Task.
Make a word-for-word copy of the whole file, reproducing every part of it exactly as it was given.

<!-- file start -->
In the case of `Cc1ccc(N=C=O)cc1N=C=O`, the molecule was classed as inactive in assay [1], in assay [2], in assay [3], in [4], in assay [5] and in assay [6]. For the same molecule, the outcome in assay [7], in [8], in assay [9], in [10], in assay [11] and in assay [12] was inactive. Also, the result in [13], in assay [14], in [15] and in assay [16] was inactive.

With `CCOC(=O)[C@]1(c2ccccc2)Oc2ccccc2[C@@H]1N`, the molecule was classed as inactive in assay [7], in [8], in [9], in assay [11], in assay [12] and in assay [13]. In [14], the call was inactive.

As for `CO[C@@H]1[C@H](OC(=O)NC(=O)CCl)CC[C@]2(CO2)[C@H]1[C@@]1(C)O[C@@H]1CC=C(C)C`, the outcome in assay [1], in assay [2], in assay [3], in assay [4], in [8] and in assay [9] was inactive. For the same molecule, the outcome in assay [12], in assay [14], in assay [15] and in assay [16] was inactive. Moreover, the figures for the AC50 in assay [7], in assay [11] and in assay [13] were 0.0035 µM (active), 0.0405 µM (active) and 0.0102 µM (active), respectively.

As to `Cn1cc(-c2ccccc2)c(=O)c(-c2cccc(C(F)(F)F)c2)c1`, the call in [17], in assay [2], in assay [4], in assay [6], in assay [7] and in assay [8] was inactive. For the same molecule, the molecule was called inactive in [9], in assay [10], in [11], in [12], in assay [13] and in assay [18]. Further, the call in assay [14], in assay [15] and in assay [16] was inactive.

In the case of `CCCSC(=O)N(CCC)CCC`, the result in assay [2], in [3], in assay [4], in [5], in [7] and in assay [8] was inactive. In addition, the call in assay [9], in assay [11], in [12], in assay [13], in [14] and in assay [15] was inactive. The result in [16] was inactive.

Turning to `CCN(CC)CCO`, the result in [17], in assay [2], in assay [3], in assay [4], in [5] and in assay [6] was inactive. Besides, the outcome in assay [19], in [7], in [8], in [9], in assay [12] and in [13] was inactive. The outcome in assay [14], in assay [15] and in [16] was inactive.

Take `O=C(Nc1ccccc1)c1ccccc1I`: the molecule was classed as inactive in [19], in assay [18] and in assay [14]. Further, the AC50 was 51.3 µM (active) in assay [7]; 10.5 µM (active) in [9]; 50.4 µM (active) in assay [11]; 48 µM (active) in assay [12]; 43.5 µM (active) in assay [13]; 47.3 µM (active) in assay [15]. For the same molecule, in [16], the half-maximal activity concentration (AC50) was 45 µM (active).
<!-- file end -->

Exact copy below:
In the case of `Cc1ccc(N=C=O)cc1N=C=O`, the molecule was classed as inactive in assay [1], in assay [2], in assay [3], in [4], in assay [5] and in assay [6]. For the same molecule, the outcome in assay [7], in [8], in assay [9], in [10], in assay [11] and in assay [12] was inactive. Also, the result in [13], in assay [14], in [15] and in assay [16] was inactive.

With `CCOC(=O)[C@]1(c2ccccc2)Oc2ccccc2[C@@H]1N`, the molecule was classed as inactive in assay [7], in [8], in [9], in assay [11], in assay [12] and in assay [13]. In [14], the call was inactive.

As for `CO[C@@H]1[C@H](OC(=O)NC(=O)CCl)CC[C@]2(CO2)[C@H]1[C@@]1(C)O[C@@H]1CC=C(C)C`, the outcome in assay [1], in assay [2], in assay [3], in assay [4], in [8] and in assay [9] was inactive. For the same molecule, the outcome in assay [12], in assay [14], in assay [15] and in assay [16] was inactive. Moreover, the figures for the AC50 in assay [7], in assay [11] and in assay [13] were 0.0035 µM (active), 0.0405 µM (active) and 0.0102 µM (active), respectively.

As to `Cn1cc(-c2ccccc2)c(=O)c(-c2cccc(C(F)(F)F)c2)c1`, the call in [17], in assay [2], in assay [4], in assay [6], in assay [7] and in assay [8] was inactive. For the same molecule, the molecule was called inactive in [9], in assay [10], in [11], in [12], in assay [13] and in assay [18]. Further, the call in assay [14], in assay [15] and in assay [16] was inactive.

In the case of `CCCSC(=O)N(CCC)CCC`, the result in assay [2], in [3], in assay [4], in [5], in [7] and in assay [8] was inactive. In addition, the call in assay [9], in assay [11], in [12], in assay [13], in [14] and in assay [15] was inactive. The result in [16] was inactive.

Turning to `CCN(CC)CCO`, the result in [17], in assay [2], in assay [3], in assay [4], in [5] and in assay [6] was inactive. Besides, the outcome in assay [19], in [7], in [8], in [9], in assay [12] and in [13] was inactive. The outcome in assay [14], in assay [15] and in [16] was inactive.

Take `O=C(Nc1ccccc1)c1ccccc1I`: the molecule was classed as inactive in [19], in assay [18] and in assay [14]. Further, the AC50 was 51.3 µM (active) in assay [7]; 10.5 µM (active) in [9]; 50.4 µM (active) in assay [11]; 48 µM (active) in assay [12]; 43.5 µM (active) in assay [13]; 47.3 µM (active) in assay [15]. For the same molecule, in [16], the half-maximal activity concentration (AC50) was 45 µM (active).